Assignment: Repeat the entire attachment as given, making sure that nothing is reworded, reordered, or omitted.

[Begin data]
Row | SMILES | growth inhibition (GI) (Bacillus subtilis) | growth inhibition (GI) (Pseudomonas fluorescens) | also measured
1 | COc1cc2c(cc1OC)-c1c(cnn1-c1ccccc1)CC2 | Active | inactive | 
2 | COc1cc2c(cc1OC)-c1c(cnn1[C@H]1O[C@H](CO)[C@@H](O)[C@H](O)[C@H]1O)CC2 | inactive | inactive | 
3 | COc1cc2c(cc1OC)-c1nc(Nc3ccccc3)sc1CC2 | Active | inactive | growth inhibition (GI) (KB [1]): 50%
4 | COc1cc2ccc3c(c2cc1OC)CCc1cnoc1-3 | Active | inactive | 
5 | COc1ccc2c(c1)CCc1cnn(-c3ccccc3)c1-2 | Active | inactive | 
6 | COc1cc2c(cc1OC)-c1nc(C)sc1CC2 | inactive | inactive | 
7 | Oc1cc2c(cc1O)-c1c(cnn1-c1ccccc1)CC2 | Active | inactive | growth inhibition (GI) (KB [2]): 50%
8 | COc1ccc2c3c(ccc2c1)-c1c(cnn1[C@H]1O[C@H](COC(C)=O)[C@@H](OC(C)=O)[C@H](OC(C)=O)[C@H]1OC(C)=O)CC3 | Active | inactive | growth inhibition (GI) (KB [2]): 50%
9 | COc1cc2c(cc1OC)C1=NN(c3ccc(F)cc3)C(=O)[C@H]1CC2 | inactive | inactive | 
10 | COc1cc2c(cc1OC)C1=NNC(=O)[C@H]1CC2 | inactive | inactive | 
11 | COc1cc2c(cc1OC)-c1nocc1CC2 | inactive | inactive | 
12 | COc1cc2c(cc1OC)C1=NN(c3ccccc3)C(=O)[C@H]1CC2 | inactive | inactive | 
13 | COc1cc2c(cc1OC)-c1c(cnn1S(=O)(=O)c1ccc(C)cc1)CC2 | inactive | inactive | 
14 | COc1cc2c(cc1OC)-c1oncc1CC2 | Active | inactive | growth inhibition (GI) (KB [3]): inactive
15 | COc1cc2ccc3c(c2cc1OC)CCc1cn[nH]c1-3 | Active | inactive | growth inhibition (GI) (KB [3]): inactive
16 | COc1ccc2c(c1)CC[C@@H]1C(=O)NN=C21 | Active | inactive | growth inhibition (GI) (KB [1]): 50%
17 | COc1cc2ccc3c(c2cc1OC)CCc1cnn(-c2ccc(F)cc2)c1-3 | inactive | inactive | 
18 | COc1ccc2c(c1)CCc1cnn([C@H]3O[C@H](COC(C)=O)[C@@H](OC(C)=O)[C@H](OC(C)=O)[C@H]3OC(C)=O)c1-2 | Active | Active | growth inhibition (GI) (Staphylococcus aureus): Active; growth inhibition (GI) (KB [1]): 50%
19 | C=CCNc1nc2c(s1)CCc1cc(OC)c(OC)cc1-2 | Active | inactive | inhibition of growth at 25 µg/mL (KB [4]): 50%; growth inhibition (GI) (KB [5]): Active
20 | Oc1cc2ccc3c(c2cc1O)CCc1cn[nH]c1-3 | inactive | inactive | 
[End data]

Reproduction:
Row | SMILES | growth inhibition (GI) (Bacillus subtilis) | growth inhibition (GI) (Pseudomonas fluorescens) | also measured
1 | COc1cc2c(cc1OC)-c1c(cnn1-c1ccccc1)CC2 | Active | inactive | 
2 | COc1cc2c(cc1OC)-c1c(cnn1[C@H]1O[C@H](CO)[C@@H](O)[C@H](O)[C@H]1O)CC2 | inactive | inactive | 
3 | COc1cc2c(cc1OC)-c1nc(Nc3ccccc3)sc1CC2 | Active | inactive | growth inhibition (GI) (KB [1]): 50%
4 | COc1cc2ccc3c(c2cc1OC)CCc1cnoc1-3 | Active | inactive | 
5 | COc1ccc2c(c1)CCc1cnn(-c3ccccc3)c1-2 | Active | inactive | 
6 | COc1cc2c(cc1OC)-c1nc(C)sc1CC2 | inactive | inactive | 
7 | Oc1cc2c(cc1O)-c1c(cnn1-c1ccccc1)CC2 | Active | inactive | growth inhibition (GI) (KB [2]): 50%
8 | COc1ccc2c3c(ccc2c1)-c1c(cnn1[C@H]1O[C@H](COC(C)=O)[C@@H](OC(C)=O)[C@H](OC(C)=O)[C@H]1OC(C)=O)CC3 | Active | inactive | growth inhibition (GI) (KB [2]): 50%
9 | COc1cc2c(cc1OC)C1=NN(c3ccc(F)cc3)C(=O)[C@H]1CC2 | inactive | inactive | 
10 | COc1cc2c(cc1OC)C1=NNC(=O)[C@H]1CC2 | inactive | inactive | 
11 | COc1cc2c(cc1OC)-c1nocc1CC2 | inactive | inactive | 
12 | COc1cc2c(cc1OC)C1=NN(c3ccccc3)C(=O)[C@H]1CC2 | inactive | inactive | 
13 | COc1cc2c(cc1OC)-c1c(cnn1S(=O)(=O)c1ccc(C)cc1)CC2 | inactive | inactive | 
14 | COc1cc2c(cc1OC)-c1oncc1CC2 | Active | inactive | growth inhibition (GI) (KB [3]): inactive
15 | COc1cc2ccc3c(c2cc1OC)CCc1cn[nH]c1-3 | Active | inactive | growth inhibition (GI) (KB [3]): inactive
16 | COc1ccc2c(c1)CC[C@@H]1C(=O)NN=C21 | Active | inactive | growth inhibition (GI) (KB [1]): 50%
17 | COc1cc2ccc3c(c2cc1OC)CCc1cnn(-c2ccc(F)cc2)c1-3 | inactive | inactive | 
18 | COc1ccc2c(c1)CCc1cnn([C@H]3O[C@H](COC(C)=O)[C@@H](OC(C)=O)[C@H](OC(C)=O)[C@H]3OC(C)=O)c1-2 | Active | Active | growth inhibition (GI) (Staphylococcus aureus): Active; growth inhibition (GI) (KB [1]): 50%
19 | C=CCNc1nc2c(s1)CCc1cc(OC)c(OC)cc1-2 | Active | inactive | inhibition of growth at 25 µg/mL (KB [4]): 50%; growth inhibition (GI) (KB [5]): Active
20 | Oc1cc2ccc3c(c2cc1O)CCc1cn[nH]c1-3 | inactive | inactive | 